Crunch&Sip break is a set break for students to eat fruit or salad vegetables and drink water in the classroom.  South Thornlie Primary School has introduced Crunch&Sip to support students to establish healthy eating habits whilst at school.
 

Goal
All students and teachers at South Thornlie enjoy a Crunch&Sip break and eat fruit or vegetables and drink water in the classroom every day.
 

Objectives
The objectives of the Crunch&Sip break are to:
increase awareness of the importance of eating fruit or vegetables and drinking water every day.
enable students, teachers and staff to eat fruit or vegetables during an allocated Crunch&Sip break in the classroom.
encourage students, teachers and staff to drink water throughout the day in the classroom, during break times and at sports, excursions and camps.
encourage parents to provide students with fruit or vegetables every day.
develop strategies to help students who don’t have regular access to fruit and vegetables.
 

People Involved in Crunch & Sip Development and Review
The South Thornlie Primary School Crunch&Sip Committee is comprised of the Principal and the members of the Health and Physical Education Committee.
The draft document is made available for parents and staff to review. The final version of this document will be presented to the School Council.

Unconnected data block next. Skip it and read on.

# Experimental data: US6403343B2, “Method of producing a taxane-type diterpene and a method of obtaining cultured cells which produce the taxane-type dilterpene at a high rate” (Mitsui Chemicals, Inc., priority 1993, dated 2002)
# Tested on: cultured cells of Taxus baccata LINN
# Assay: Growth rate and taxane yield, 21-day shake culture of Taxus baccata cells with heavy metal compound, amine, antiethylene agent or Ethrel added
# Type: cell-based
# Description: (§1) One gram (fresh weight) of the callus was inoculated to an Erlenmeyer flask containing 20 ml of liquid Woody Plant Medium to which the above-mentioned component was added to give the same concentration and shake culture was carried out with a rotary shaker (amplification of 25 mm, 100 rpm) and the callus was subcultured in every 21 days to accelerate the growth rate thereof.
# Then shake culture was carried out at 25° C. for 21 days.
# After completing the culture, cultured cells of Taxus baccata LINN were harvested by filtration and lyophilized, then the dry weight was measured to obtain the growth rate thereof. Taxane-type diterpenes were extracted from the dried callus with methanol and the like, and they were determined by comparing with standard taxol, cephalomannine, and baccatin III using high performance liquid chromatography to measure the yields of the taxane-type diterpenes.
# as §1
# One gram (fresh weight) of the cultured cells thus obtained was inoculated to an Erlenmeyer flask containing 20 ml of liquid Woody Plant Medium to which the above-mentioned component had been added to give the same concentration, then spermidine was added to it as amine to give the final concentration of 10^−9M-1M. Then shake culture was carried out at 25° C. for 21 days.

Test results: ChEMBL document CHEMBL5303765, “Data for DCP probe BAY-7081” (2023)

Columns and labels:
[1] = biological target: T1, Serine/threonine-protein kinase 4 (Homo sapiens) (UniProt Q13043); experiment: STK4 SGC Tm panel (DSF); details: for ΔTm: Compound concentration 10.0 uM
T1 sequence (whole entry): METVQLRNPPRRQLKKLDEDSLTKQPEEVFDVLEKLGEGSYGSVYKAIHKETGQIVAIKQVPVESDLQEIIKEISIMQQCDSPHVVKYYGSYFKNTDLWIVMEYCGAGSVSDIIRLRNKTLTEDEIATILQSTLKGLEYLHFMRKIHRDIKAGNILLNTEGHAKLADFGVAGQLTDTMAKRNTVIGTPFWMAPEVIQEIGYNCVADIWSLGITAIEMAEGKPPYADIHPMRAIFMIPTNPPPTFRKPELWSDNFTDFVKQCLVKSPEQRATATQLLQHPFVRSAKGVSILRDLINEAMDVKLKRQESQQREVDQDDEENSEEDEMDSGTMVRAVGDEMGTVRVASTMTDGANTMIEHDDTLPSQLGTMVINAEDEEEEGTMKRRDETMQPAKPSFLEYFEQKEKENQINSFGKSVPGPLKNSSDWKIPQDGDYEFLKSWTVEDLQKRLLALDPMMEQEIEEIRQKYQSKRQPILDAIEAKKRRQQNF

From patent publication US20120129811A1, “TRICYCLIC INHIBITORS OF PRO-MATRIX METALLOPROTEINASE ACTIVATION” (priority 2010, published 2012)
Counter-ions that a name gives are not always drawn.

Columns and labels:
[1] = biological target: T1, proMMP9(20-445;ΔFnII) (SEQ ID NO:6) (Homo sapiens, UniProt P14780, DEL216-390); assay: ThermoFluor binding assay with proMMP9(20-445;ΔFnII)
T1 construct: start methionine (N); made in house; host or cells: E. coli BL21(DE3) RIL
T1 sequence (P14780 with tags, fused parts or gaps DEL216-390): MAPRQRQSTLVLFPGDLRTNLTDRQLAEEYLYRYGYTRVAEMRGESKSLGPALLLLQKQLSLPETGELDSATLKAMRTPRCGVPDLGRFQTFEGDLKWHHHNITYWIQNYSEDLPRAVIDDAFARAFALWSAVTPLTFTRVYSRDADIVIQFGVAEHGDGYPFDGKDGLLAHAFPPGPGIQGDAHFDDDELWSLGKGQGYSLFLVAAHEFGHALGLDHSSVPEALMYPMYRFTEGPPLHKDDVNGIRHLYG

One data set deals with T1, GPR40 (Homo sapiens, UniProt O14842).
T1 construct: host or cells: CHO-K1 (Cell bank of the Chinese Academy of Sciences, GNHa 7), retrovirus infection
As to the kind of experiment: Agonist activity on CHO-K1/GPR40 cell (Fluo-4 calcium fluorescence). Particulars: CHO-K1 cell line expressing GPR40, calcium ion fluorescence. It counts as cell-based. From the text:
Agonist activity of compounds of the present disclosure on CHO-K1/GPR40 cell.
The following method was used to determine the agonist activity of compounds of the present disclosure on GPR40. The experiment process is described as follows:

Implementing Crunch & Sip
 

In the classroom
Teachers will:
Set a Crunch&Sip time each day in the morning or afternoon.
Encourage all students daily to eat a piece of fruit or vegetable in the classroom during the designated Crunch&Sip break.
Encourage students to drink a bottle of water in the classroom throughout the day.
Students will:
Wash their hands prior to the Crunch&Sip break.
Bring fruit or vegetables to school each day to eat at the break.
wash their water bottle and fill it with water daily, as directed by their teacher.
The school community will:
find ways to provide fruit or vegetables for students who do not have access to them
Disseminating information to parents and staff
The South Thornlie Primary School community will be made aware of Crunch&Sip by including details:
in the school policy and procedures manual
in the school parent handbook
during student enrolment
on the school website (where possible)
in reminders for parents and teachers at least four times a year. Either as talks, newsletters or brochures etc.
 

Review
It is important to check the progress of Crunch&Sip in our school.  We will:
Review Crunch&Sip annually with recommendations for improvements made if necessary